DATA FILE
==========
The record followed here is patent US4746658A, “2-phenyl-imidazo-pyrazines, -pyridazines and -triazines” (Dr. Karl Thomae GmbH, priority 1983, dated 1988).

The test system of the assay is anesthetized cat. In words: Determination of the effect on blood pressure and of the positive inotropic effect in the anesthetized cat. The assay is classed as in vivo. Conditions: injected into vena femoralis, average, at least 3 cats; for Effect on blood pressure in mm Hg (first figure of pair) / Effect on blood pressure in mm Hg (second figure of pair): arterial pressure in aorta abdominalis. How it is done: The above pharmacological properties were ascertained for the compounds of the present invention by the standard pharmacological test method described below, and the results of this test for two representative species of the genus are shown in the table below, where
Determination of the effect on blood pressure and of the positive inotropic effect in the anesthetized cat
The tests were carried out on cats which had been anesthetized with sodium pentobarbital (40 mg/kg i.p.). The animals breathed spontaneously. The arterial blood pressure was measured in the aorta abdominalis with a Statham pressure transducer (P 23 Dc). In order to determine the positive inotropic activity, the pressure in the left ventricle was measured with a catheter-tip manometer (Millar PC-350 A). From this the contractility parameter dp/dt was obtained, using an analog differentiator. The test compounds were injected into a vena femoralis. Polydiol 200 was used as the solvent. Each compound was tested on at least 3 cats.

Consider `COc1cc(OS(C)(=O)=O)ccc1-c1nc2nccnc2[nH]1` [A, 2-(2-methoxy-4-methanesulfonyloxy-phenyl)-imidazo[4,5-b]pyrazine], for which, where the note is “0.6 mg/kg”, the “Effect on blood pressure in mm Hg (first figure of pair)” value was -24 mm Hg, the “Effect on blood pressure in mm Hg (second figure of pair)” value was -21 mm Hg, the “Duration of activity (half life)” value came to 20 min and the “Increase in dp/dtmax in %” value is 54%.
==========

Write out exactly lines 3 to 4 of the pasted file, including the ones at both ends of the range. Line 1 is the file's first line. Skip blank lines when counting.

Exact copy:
Determination of the effect on blood pressure and of the positive inotropic effect in the anesthetized cat
The tests were carried out on cats which had been anesthetized with sodium pentobarbital (40 mg/kg i.p.). The animals breathed spontaneously. The arterial blood pressure was measured in the aorta abdominalis with a Statham pressure transducer (P 23 Dc). In order to determine the positive inotropic activity, the pressure in the left ventricle was measured with a catheter-tip manometer (Millar PC-350 A). From this the contractility parameter dp/dt was obtained, using an analog differentiator. The test compounds were injected into a vena femoralis. Polydiol 200 was used as the solvent. Each compound was tested on at least 3 cats.